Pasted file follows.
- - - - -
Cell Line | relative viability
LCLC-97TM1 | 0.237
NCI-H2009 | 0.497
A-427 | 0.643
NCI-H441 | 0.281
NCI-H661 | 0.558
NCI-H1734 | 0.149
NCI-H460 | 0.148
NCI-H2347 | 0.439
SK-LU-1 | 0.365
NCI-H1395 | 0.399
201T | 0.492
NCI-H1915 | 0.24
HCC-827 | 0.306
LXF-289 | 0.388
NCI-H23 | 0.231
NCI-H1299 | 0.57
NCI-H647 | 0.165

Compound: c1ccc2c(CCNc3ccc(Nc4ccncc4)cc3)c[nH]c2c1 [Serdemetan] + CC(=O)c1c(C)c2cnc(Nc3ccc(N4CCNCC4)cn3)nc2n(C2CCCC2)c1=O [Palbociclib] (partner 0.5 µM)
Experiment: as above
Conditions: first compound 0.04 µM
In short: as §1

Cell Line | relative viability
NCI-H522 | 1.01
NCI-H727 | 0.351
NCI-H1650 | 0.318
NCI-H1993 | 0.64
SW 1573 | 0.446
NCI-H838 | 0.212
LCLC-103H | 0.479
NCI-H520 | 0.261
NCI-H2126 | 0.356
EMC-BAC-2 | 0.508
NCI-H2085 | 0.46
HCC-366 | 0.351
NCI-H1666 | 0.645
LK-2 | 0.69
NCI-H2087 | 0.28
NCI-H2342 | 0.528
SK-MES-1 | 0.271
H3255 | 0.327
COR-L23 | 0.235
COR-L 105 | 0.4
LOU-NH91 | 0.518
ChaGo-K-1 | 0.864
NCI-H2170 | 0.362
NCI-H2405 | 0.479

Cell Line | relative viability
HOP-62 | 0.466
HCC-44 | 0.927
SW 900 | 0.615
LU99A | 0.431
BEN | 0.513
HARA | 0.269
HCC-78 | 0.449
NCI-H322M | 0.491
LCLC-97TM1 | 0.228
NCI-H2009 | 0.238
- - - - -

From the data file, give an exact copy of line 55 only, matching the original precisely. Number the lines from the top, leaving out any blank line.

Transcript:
HCC-78 | 0.449